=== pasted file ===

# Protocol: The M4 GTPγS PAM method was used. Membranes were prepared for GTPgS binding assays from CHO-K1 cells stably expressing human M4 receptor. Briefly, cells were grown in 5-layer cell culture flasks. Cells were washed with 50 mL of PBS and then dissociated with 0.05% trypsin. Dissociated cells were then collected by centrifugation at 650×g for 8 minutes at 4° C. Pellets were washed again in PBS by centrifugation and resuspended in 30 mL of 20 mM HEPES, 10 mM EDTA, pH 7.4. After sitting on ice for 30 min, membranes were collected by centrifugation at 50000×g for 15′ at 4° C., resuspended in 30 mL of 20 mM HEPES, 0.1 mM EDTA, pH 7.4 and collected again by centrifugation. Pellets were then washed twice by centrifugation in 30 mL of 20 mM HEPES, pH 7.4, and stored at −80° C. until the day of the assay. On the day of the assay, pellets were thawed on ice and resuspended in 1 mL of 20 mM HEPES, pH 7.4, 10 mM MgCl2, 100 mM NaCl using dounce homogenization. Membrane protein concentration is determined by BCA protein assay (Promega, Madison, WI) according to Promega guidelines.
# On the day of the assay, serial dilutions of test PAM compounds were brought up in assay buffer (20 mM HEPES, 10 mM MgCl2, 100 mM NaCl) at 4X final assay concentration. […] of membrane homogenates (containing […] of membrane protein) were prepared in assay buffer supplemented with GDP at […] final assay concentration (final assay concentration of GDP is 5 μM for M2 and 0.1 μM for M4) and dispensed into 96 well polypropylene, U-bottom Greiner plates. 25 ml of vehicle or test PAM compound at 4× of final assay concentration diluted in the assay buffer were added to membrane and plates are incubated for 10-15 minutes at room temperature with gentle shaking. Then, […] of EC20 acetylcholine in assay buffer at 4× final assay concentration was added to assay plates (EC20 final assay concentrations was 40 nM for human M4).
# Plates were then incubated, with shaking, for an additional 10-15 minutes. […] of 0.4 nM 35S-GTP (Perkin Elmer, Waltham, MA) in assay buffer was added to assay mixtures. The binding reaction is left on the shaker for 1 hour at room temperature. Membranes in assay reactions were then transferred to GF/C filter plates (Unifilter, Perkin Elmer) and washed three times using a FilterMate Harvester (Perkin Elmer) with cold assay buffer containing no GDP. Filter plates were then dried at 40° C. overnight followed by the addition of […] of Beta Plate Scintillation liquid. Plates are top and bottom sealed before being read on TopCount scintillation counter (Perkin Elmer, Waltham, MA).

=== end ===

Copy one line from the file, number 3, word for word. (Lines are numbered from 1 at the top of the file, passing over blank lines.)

# Plates were then incubated, with shaking, for an additional 10-15 minutes. […] of 0.4 nM 35S-GTP (Perkin Elmer, Waltham, MA) in assay buffer was added to assay mixtures. The binding reaction is left on the shaker for 1 hour at room temperature. Membranes in assay reactions were then transferred to GF/C filter plates (Unifilter, Perkin Elmer) and washed three times using a FilterMate Harvester (Perkin Elmer) with cold assay buffer containing no GDP. Filter plates were then dried at 40° C. overnight followed by the addition of […] of Beta Plate Scintillation liquid. Plates are top and bottom sealed before being read on TopCount scintillation counter (Perkin Elmer, Waltham, MA).